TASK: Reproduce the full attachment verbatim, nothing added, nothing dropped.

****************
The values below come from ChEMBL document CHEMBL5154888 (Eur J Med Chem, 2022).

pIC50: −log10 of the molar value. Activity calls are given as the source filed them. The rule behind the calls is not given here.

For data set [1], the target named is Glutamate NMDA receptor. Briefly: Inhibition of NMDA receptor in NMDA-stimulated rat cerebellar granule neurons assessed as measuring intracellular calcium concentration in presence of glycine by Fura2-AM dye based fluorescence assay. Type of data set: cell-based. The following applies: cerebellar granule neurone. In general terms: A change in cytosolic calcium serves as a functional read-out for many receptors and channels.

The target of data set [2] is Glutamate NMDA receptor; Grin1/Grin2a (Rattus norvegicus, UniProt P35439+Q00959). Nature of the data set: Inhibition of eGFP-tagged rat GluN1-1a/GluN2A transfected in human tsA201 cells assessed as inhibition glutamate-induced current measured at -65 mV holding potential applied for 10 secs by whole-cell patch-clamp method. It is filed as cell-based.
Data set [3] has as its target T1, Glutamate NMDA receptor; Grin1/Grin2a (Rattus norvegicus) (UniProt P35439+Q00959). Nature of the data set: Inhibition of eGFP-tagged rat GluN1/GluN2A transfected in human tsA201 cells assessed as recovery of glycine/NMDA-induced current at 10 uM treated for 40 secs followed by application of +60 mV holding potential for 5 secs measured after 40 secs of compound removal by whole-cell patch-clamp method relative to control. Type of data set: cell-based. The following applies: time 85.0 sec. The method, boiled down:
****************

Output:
The values below come from ChEMBL document CHEMBL5154888 (Eur J Med Chem, 2022).

pIC50: −log10 of the molar value. Activity calls are given as the source filed them. The rule behind the calls is not given here.

For data set [1], the target named is Glutamate NMDA receptor. Briefly: Inhibition of NMDA receptor in NMDA-stimulated rat cerebellar granule neurons assessed as measuring intracellular calcium concentration in presence of glycine by Fura2-AM dye based fluorescence assay. Type of data set: cell-based. The following applies: cerebellar granule neurone. In general terms: A change in cytosolic calcium serves as a functional read-out for many receptors and channels.

The target of data set [2] is Glutamate NMDA receptor; Grin1/Grin2a (Rattus norvegicus, UniProt P35439+Q00959). Nature of the data set: Inhibition of eGFP-tagged rat GluN1-1a/GluN2A transfected in human tsA201 cells assessed as inhibition glutamate-induced current measured at -65 mV holding potential applied for 10 secs by whole-cell patch-clamp method. It is filed as cell-based.
Data set [3] has as its target T1, Glutamate NMDA receptor; Grin1/Grin2a (Rattus norvegicus) (UniProt P35439+Q00959). Nature of the data set: Inhibition of eGFP-tagged rat GluN1/GluN2A transfected in human tsA201 cells assessed as recovery of glycine/NMDA-induced current at 10 uM treated for 40 secs followed by application of +60 mV holding potential for 5 secs measured after 40 secs of compound removal by whole-cell patch-clamp method relative to control. Type of data set: cell-based. The following applies: time 85.0 sec. The method, boiled down: